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Published On: Mon, Jun 29th, 2015

Colorado Supreme Court kills school voucher program, stops scholarships for students

The Colorado Supreme Court ruled Monday against a school district’s voucher program, stating that it was a violation of the state’s Constitution. The lawsuit centered around taxpayer scholarships to help pay for tuitions to private schools.

Douglas County School District’s “voucher program” was called into question by Taxpayers for Public Education and several other parties.

The district implemented the Choice Scholarship Pilot program four years ago, using $4,575 in taxpayer scholarships to up to 500 qualifying students to help pay for tuition at private schools.

“We have always believed that the ultimate legality of our choice scholarship program would be decided by the federal courts under The United States Constitution,” said DCSD Board President Kevin Larsen. “This could very well be simply a case of delayed gratification.”

DCSD also revealed plans to move forward with a modified voucher program.

“And if there are ways of proceeding immediately, that are compliant, we will do that,” said DCSD Board Director Craig Richardson. “Even as we consider bringing the United States Supreme Court into the picture.’

“I don’t think the Supreme Court is interested in hearing the arguments that the Douglas County school board is going to advance,” said Mark Silverstein with the ACLU of Colorado.

photo/Revisorweb

photo/Revisorweb

Silverstein says the ACLU and others will be ready to challenge it again. They will also challenge any modified voucher program that includes private schools.

“State taxpayer dollars cannot be used to fund that choice,” said Matt Douglas, with Arnold and Porter LLP.

“This isn’t about parental choice,” said Sandra Barnard with Taxpayers for Public Education, who fought the voucher program. “The school gets to choose the kids they will educate with tax dollars.”

The section in the Coloardo Constitution reads:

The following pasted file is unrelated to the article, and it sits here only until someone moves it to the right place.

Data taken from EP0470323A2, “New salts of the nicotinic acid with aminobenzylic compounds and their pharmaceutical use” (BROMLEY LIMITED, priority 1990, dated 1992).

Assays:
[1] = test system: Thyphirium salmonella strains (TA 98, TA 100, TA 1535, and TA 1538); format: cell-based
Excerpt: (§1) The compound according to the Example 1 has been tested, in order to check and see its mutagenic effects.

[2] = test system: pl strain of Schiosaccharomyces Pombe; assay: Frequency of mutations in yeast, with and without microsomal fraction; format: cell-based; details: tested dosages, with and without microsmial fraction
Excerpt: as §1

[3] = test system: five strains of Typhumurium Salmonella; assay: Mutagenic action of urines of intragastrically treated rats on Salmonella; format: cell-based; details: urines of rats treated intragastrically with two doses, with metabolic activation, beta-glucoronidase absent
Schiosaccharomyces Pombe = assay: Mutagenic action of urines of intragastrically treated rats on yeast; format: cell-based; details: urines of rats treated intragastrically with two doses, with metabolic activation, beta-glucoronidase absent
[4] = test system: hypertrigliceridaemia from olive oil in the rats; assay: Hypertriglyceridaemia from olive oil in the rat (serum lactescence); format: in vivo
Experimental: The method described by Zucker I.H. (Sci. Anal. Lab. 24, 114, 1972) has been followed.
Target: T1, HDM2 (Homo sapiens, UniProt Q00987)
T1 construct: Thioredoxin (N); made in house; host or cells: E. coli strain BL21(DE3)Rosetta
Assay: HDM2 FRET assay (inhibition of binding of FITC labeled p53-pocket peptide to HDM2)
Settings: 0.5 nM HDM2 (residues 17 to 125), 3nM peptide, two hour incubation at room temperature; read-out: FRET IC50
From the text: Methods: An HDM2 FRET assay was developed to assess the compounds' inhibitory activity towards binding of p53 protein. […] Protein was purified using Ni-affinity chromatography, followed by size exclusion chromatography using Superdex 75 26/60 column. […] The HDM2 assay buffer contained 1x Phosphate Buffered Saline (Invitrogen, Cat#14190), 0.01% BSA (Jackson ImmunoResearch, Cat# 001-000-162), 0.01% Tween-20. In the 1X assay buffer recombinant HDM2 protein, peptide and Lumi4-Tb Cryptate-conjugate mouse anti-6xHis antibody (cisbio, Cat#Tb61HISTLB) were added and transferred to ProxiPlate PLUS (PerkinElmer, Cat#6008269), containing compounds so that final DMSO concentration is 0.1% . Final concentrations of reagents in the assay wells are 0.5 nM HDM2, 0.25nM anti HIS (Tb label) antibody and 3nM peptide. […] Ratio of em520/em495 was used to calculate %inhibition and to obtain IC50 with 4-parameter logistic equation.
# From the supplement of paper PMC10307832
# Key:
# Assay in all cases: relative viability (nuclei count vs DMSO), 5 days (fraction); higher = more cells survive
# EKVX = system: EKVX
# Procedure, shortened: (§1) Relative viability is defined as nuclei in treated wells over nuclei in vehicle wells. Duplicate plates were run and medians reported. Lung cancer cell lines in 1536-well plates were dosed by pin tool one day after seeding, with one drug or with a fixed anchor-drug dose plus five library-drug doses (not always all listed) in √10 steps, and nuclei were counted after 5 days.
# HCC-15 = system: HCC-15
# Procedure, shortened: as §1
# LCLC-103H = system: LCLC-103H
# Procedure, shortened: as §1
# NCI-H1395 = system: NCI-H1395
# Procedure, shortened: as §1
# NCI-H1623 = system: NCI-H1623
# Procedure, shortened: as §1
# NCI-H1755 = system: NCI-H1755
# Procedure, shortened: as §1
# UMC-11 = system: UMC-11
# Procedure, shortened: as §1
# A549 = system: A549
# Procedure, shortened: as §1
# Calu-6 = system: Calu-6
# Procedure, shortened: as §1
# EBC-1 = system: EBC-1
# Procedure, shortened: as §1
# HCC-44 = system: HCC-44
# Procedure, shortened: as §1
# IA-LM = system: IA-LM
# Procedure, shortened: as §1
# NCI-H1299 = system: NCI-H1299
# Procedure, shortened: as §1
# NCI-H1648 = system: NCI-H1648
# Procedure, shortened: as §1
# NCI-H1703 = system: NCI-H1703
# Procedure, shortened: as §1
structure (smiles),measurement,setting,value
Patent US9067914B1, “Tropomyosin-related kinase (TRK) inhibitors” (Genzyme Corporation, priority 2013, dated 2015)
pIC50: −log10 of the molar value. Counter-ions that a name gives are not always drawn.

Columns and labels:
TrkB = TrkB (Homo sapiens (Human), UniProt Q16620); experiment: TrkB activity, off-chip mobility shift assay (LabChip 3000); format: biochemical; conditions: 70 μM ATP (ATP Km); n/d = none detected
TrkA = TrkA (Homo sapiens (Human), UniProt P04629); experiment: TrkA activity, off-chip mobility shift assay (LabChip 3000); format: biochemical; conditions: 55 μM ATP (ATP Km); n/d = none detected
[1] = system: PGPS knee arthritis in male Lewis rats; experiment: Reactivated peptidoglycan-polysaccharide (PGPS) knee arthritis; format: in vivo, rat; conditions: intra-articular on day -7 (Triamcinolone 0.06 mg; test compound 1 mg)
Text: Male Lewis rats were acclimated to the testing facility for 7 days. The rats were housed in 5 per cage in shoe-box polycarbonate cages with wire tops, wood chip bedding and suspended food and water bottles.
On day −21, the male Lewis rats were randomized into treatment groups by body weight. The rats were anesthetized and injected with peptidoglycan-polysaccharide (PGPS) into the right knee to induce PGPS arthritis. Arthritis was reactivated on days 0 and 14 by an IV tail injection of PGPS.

“Neither the general assembly, nor any county, city, town, township, school district or other public corporation, shall ever make any appropriation, or pay from any public fund or moneys whatever, anything in aid of any church or sectarian society, or for any sectarian purpose, or to help support or sustain any school, academy, seminary, college, university or other literary or scientific institution, controlled by any church or sectarian denomination whatsoever; nor shall any grant or donation of land, money or other personal property, ever be made by the state, or any such public corporation to any church, or for any sectarian purpose.”

The case was sent back to the Court of Appeals with instructions to return the case to the trial court so it can reinstate its order permanently enjoining the CSP.

“This is a great victory for public school children in Colorado,” Taxpayers for Public Education President Cindy Barnard said in a statement. “The DCSD voucher program took taxpayer funds, intended for public education, and used that money to pay for private school education for a few select students. The decision means that money set aside for public education in Colorado can only be used the way it was intended to be used — for the betterment of education in Colorado public schools.”

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